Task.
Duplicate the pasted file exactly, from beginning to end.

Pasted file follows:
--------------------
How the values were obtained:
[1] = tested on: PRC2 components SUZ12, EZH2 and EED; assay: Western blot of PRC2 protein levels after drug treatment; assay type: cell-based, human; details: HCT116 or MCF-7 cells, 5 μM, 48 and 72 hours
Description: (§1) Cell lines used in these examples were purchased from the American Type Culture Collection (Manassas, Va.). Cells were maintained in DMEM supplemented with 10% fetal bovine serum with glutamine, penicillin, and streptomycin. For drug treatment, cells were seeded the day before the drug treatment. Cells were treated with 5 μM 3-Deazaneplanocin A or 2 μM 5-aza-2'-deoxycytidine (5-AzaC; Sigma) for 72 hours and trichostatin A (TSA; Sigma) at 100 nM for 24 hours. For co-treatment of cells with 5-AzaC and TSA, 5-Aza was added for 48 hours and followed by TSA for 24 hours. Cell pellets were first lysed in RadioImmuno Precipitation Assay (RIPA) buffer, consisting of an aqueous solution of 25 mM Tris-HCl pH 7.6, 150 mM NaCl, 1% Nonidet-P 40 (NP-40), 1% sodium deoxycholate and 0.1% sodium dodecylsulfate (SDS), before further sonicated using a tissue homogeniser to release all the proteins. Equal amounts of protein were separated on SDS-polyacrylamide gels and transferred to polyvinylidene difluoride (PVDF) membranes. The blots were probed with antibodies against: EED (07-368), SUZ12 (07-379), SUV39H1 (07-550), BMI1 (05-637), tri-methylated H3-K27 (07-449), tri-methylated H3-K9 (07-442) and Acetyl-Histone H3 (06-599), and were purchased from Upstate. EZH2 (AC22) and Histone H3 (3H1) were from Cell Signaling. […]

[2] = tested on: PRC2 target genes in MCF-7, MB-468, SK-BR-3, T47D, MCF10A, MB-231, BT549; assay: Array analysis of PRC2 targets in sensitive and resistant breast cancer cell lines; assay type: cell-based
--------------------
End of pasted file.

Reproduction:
How the values were obtained:
[1] = tested on: PRC2 components SUZ12, EZH2 and EED; assay: Western blot of PRC2 protein levels after drug treatment; assay type: cell-based, human; details: HCT116 or MCF-7 cells, 5 μM, 48 and 72 hours
Description: (§1) Cell lines used in these examples were purchased from the American Type Culture Collection (Manassas, Va.). Cells were maintained in DMEM supplemented with 10% fetal bovine serum with glutamine, penicillin, and streptomycin. For drug treatment, cells were seeded the day before the drug treatment. Cells were treated with 5 μM 3-Deazaneplanocin A or 2 μM 5-aza-2'-deoxycytidine (5-AzaC; Sigma) for 72 hours and trichostatin A (TSA; Sigma) at 100 nM for 24 hours. For co-treatment of cells with 5-AzaC and TSA, 5-Aza was added for 48 hours and followed by TSA for 24 hours. Cell pellets were first lysed in RadioImmuno Precipitation Assay (RIPA) buffer, consisting of an aqueous solution of 25 mM Tris-HCl pH 7.6, 150 mM NaCl, 1% Nonidet-P 40 (NP-40), 1% sodium deoxycholate and 0.1% sodium dodecylsulfate (SDS), before further sonicated using a tissue homogeniser to release all the proteins. Equal amounts of protein were separated on SDS-polyacrylamide gels and transferred to polyvinylidene difluoride (PVDF) membranes. The blots were probed with antibodies against: EED (07-368), SUZ12 (07-379), SUV39H1 (07-550), BMI1 (05-637), tri-methylated H3-K27 (07-449), tri-methylated H3-K9 (07-442) and Acetyl-Histone H3 (06-599), and were purchased from Upstate. EZH2 (AC22) and Histone H3 (3H1) were from Cell Signaling. […]

[2] = tested on: PRC2 target genes in MCF-7, MB-468, SK-BR-3, T47D, MCF10A, MB-231, BT549; assay: Array analysis of PRC2 targets in sensitive and resistant breast cancer cell lines; assay type: cell-based